Nittany Mall

The Nittany Mall on Wednesday, Dec. 9, 2020 in State College, Pa.

Christopher Taylor, 70, filed a federal lawsuit Tuesday against a State College business after he was allegedly refused entrance because of his service dog, and State College police made him leave, according to court documents.

Taylor sued K n B's Inflatables Please and the Borough of State College for their alleged violation of the Americans with Disabilities Act, court documents said.

Taylor, of Bellefonte, is a United States Army Vietnam combat veteran with a disability that places him within the bounds of the ADA and has a "100% service-connected disability as determined by the Department of Veterans Affairs," court documents said.

He has a yellow Labrador service dog named "Zeke" who's trained to help him perform tasks related to his disability, court documents said.

According to court documents, on Feb. 13, Taylor and his family attended K n B's Inflatables Please, which is a business inside of the Nittany Mall and purchased tickets to enter. Soon after, they were confronted by an unidentified employee or manager about Zeke.

Taylor was allegedly told he must leave because the business' insurance "did not provide coverage for dogs on premises" and because other people may "have allergies which would be triggered/aggravated" by Zeke, court documents said.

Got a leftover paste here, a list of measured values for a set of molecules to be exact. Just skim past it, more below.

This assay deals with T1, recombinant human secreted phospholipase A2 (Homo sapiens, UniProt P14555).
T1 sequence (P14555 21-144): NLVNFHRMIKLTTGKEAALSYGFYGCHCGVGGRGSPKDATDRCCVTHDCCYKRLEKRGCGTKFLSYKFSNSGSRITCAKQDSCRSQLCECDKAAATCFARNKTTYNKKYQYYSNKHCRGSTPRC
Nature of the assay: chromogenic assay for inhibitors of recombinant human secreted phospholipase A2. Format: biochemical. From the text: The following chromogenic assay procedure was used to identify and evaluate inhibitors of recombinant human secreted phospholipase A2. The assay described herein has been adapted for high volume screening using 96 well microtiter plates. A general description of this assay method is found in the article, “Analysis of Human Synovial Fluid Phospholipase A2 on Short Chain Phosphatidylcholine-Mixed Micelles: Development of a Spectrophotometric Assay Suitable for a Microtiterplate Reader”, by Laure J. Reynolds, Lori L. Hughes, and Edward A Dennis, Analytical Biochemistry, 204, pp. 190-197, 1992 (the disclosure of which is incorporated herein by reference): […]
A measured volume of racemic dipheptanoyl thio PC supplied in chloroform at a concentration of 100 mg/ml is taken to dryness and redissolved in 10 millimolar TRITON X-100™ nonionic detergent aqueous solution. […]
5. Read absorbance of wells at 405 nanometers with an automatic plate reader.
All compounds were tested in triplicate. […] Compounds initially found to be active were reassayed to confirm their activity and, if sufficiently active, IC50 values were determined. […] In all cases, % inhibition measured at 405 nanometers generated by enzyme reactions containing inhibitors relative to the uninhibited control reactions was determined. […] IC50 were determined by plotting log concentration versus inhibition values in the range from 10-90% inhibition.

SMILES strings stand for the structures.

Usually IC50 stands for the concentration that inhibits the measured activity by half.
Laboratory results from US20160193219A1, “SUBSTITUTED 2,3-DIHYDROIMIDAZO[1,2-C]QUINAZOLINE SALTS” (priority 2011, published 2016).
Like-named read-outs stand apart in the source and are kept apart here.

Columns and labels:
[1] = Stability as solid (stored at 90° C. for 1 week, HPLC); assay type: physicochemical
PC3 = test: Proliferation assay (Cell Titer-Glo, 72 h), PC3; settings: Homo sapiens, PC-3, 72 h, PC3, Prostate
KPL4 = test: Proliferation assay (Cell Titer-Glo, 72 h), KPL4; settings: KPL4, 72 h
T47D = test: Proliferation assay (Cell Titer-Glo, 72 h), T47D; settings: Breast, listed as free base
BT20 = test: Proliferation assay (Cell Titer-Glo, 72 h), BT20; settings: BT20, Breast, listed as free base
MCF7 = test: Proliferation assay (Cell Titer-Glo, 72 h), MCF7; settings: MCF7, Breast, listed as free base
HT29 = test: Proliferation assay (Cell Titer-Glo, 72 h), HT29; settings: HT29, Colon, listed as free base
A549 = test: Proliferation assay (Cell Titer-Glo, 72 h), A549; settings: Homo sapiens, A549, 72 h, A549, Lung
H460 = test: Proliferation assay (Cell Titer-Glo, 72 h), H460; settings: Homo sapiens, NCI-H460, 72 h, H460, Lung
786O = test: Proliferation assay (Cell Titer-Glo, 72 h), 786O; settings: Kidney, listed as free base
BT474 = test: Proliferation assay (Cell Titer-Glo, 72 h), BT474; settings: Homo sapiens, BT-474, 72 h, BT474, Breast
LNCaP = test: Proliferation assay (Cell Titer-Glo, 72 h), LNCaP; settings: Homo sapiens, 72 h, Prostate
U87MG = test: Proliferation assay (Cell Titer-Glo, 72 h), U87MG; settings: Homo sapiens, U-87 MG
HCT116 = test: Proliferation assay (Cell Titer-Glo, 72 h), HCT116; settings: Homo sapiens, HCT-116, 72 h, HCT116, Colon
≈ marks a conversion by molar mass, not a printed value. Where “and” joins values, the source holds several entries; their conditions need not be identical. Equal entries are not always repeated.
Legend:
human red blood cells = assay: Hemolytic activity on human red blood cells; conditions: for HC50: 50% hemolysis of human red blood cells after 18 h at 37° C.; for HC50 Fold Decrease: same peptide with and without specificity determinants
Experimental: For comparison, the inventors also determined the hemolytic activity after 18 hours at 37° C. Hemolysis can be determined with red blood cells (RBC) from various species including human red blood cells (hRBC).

Court documents said, when Taylor spoke with the employee about his disability and that Zeke was a service animal — even showing documentation while not being required to do so — the employee refused and threatened to call the police if he did not leave.

Taylor left the establishment and spoke to mall security and requested the police be called, court documents said. When State College police made contact with Taylor, he allegedly told the officer he had a disability which required him to have a service animal.

According to court documents, the officer told him that they were not "there to discuss or debate the issue." The officer then told Taylor if he attempted to enter the business again, he would be charged with trespass.

Taylor then left "humiliated," court documents said. During the interaction with police, the employee could allegedly be seen inside watching with "a smile" on their face.

Summons were also issued Tuesday in the United States Middle District Court Middle District of Pennsylvania under Honorable Judge Robert Mariani. 



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